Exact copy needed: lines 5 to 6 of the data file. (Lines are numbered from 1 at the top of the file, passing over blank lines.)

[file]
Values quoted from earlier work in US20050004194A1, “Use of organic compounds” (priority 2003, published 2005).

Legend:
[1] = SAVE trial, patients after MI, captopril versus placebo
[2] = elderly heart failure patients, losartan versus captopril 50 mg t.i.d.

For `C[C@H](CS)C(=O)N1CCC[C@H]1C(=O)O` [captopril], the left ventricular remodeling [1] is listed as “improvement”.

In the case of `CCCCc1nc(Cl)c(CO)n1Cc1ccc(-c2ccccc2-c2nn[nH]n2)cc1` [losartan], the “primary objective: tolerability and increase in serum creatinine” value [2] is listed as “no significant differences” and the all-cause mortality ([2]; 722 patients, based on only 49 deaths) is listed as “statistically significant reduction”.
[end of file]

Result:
For `C[C@H](CS)C(=O)N1CCC[C@H]1C(=O)O` [captopril], the left ventricular remodeling [1] is listed as “improvement”.

In the case of `CCCCc1nc(Cl)c(CO)n1Cc1ccc(-c2ccccc2-c2nn[nH]n2)cc1` [losartan], the “primary objective: tolerability and increase in serum creatinine” value [2] is listed as “no significant differences” and the all-cause mortality ([2]; 722 patients, based on only 49 deaths) is listed as “statistically significant reduction”.